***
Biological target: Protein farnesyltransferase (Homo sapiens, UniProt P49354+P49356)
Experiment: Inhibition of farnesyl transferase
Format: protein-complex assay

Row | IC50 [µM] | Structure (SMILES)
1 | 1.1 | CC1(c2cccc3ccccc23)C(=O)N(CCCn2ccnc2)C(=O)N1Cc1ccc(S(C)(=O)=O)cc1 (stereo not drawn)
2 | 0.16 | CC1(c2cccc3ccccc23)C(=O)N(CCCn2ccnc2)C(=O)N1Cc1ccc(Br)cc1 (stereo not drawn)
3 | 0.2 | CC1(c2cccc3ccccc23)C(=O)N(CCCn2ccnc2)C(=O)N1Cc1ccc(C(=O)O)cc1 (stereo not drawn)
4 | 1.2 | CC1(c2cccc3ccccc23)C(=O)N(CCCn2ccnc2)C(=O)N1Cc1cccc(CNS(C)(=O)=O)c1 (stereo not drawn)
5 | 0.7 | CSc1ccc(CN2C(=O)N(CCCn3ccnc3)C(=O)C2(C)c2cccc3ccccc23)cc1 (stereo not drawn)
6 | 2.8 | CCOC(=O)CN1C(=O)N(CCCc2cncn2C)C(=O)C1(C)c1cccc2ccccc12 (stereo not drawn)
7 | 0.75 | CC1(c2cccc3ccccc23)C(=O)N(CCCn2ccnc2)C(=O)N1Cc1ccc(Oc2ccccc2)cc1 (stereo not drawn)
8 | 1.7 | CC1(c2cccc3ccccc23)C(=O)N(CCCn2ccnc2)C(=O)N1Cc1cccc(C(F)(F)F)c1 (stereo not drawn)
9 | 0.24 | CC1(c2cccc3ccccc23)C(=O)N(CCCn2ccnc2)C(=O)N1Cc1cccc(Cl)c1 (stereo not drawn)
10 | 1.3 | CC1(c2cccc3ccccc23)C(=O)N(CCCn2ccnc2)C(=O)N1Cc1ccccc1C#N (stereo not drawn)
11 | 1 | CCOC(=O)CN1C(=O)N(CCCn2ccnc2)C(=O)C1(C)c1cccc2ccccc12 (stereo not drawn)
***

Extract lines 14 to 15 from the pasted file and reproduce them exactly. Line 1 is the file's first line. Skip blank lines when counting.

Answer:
10 | 1.3 | CC1(c2cccc3ccccc23)C(=O)N(CCCn2ccnc2)C(=O)N1Cc1ccccc1C#N (stereo not drawn)
11 | 1 | CCOC(=O)CN1C(=O)N(CCCn2ccnc2)C(=O)C1(C)c1cccc2ccccc12 (stereo not drawn)